The African Petroleum Producers Organisation(APPO) says it has committed five billion dollars to the establishment of an African Energy Bank (AEB), to develop oil and gas assets across oil-producing member countries.
Dr Omar Ibrahim, the Secretary General of APPO, said that the bank would be established in collaboration with Afreximbank.
BRANDPOWER reports Ibrahim disclosed this at a news conference held on the sidelines of the ongoing 24th World Petroleum Congress(WPC) on Monday in Calgary, Canada.
He explained that the establishment of the bank would address the funding challenge often associated with oil and gas projects.
According to him, the AEB has the objective to close the gap resulting from the decision of Western financiers to discontinue funding the industry, especially in Africa.
Ibrahim said the bank would assist investors, who believe that Africa needed to use all forms of available energy for the fore-seeable future, to eliminate the huge poverty in the continent.
He, however, said that the bank would also look into other energies.
On strategies to address the technology and expertise challenge, Ibrahim said a team from the Secretariat undertook an assessment tour with a view to establishing the professional level of these institutions.
According to him, the tour was based on oil and gas research, development, innovation and training institutions in APPO member countries.
‘‘We were pleasantly surprised at the level of advancement of many of the institutions visited, in terms of their training programmes, facilities and equipment as well as faculties.
“We concluded that given the huge financial requirements for establishing high class oil and gas research and training institutions, APPO member countries need not all establish these institutions.
“Instead, each country can establish institutions for training oil and gas technicians and well as middle level personnel.
“For the highly skilled sectors, we plan to have regional centers of excellence in the various sectors of the industry.
“In this regard, Sonatrach, the National Oil Company of Algeria hosted the inaugural meeting of Directors of Oil and Gas Research and Training Institutions last June, in Bourmedes, Algeria,” he said.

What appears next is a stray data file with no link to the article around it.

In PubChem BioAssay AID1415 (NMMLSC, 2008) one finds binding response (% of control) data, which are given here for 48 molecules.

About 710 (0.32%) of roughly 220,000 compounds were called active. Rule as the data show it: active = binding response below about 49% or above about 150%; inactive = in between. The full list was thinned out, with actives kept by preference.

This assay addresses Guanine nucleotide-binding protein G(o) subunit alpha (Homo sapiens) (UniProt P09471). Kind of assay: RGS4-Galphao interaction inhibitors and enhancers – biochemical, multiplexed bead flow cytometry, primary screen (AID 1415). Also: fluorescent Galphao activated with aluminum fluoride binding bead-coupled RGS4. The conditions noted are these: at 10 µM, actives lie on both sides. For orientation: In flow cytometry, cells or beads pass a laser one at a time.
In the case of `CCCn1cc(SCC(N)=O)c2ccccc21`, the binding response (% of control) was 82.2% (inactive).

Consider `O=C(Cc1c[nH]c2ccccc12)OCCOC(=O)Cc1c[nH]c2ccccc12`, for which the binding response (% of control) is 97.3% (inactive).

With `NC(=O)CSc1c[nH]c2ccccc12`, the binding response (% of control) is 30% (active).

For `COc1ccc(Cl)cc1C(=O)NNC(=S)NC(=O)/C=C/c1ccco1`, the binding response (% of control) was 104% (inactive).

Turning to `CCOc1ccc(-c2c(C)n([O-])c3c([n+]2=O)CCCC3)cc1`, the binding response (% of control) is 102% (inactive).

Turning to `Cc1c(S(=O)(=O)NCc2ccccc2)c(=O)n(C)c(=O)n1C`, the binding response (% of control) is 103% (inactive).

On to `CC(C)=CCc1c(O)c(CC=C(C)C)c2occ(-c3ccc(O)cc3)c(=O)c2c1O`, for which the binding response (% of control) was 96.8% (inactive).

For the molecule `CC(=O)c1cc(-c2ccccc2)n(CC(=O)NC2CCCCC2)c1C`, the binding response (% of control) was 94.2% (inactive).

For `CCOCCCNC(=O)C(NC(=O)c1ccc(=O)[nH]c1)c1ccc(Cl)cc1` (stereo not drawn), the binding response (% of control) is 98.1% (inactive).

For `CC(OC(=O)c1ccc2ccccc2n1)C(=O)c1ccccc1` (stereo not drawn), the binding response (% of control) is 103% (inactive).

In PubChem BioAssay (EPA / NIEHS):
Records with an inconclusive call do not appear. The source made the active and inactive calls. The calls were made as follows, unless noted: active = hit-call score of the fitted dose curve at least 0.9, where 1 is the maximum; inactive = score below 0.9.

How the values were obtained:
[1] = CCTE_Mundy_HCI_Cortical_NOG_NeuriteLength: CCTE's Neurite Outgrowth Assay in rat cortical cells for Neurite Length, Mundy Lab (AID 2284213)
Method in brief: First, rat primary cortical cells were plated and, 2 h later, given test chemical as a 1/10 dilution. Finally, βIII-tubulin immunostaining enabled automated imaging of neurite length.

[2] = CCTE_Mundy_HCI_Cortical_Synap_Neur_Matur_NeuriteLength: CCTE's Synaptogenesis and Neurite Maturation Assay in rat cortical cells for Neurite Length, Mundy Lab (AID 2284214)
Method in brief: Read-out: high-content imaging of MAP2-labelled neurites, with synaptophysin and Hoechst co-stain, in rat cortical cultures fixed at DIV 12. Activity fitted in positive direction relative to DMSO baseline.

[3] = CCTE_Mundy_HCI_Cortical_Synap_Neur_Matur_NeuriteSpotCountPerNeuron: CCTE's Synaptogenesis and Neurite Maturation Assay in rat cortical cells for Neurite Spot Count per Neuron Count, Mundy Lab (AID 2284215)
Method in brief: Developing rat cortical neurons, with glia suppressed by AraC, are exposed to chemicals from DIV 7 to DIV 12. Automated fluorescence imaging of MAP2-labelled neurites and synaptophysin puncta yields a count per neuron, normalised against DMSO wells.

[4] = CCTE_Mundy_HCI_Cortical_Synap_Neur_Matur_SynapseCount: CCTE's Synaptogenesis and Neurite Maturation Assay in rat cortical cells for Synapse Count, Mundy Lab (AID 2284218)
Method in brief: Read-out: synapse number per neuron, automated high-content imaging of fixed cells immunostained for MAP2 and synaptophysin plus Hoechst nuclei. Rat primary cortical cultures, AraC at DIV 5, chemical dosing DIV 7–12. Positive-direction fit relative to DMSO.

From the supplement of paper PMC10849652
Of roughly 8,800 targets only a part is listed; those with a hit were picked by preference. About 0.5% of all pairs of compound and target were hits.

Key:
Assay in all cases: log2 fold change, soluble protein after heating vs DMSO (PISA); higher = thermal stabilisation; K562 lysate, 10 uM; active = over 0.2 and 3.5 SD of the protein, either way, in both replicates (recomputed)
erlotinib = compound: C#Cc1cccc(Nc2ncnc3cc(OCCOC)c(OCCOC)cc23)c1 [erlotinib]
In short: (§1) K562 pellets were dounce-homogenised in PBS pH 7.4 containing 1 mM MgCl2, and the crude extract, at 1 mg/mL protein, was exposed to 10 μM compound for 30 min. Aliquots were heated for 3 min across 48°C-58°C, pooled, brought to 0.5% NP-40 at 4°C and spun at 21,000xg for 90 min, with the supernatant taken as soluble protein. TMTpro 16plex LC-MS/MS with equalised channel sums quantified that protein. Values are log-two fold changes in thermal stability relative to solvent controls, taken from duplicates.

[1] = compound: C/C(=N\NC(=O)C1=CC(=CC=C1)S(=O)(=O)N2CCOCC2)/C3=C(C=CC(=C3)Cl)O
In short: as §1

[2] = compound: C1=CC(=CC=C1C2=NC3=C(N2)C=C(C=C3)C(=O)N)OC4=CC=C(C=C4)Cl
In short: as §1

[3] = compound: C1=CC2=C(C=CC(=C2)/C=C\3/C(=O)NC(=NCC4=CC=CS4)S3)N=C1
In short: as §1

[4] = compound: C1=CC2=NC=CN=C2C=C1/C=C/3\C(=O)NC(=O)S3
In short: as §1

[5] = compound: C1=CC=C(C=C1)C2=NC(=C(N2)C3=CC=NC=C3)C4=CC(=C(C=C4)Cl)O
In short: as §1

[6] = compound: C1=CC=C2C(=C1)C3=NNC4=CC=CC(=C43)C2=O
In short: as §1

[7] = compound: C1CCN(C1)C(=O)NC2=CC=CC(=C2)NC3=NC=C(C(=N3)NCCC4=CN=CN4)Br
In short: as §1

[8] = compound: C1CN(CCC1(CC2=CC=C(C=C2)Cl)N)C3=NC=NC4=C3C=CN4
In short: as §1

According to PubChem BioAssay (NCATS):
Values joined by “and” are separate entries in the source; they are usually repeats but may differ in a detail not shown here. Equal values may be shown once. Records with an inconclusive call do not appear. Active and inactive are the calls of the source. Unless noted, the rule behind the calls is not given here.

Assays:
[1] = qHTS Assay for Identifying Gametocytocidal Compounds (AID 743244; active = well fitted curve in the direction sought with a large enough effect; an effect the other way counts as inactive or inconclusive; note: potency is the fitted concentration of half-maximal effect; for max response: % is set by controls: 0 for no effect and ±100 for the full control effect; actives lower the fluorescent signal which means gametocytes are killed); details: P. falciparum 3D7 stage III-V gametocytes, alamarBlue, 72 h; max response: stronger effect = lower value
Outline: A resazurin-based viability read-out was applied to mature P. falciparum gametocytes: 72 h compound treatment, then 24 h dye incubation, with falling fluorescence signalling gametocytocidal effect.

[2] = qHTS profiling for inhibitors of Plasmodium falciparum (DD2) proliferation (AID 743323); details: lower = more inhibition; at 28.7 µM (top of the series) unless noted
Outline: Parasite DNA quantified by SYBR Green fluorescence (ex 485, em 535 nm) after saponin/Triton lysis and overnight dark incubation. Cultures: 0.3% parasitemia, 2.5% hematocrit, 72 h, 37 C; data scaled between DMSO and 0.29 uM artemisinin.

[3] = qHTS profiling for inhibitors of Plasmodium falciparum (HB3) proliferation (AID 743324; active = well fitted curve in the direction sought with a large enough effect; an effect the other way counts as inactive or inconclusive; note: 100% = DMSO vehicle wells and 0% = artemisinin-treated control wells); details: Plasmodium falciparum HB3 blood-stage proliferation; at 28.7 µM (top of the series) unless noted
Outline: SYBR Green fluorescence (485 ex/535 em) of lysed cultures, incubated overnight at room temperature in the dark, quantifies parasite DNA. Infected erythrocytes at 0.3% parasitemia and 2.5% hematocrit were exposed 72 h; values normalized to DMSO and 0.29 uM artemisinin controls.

Ibrahim also said that Nigeria would be hosting the second Africa Roundtable on Local Content in October, while Angola had indicated interest for the next in the first quarter of 2024.
“In pursuing this objective, we believe that partnership with players from the technologically countries will be fruitful.
“The oil and gas industry in Canada is one place that we believe we can come for technological support.
“Partnership is critical to our success and we are prepared to partner with all like-minded institutions to pursue our objectives,” he added.
Ibrahim hinted that APPO was currently addressing the challenge of markets and energy infrastructure.
He explained that the organisation was working on producing a blue print for the integration of the African continent through the stablishment of cross border energy infrastructure.
Regrettably, he said most of the energy infrastructure that exist on the continent, today, were established to serve extra-Africa interests.
“That is why our pipelines run from the fields to the sea ports for export.
“The time has come for us to route these pipelines from areas of plenty to areas of need within Africa.
‘‘For too long, we have been told that Africans do not have purchasing power, so our energy needs external markets.
“But we all know that energy is the biggest catalyst to economic development.
“So, if the people cannot access energy because they do not have the purchasing power, when will they ever get out of poverty?
He maintained that APPO believes that that poverty cycle might not be broken if the industry continued believing on the received wisdom.
“Deliberate policies must be created to make our people have access to energy and with that, the poverty cycle shall be broken.
‘‘Give the people energy not just to light their homes but to do cottage industries and you will be shocked at the quantum leap in the national Gross Domestic Products,’’ he said.
The APPO scribe said that one of the first assignments given to the APPO Secretariat after the reform was to conduct a study on the future of the oil and gas industry in Africa in the light of the energy transition.
According to him, the findings of the study have continued to shape APPO’s strategy.
The study, he said, found out that the global pursuit of energy transition pose four imminent challenges to African oil and gas producing and dependent countries.
“These imminent challenges are; funding, technology and expertise challenge, markets and energy infrastructure challenge.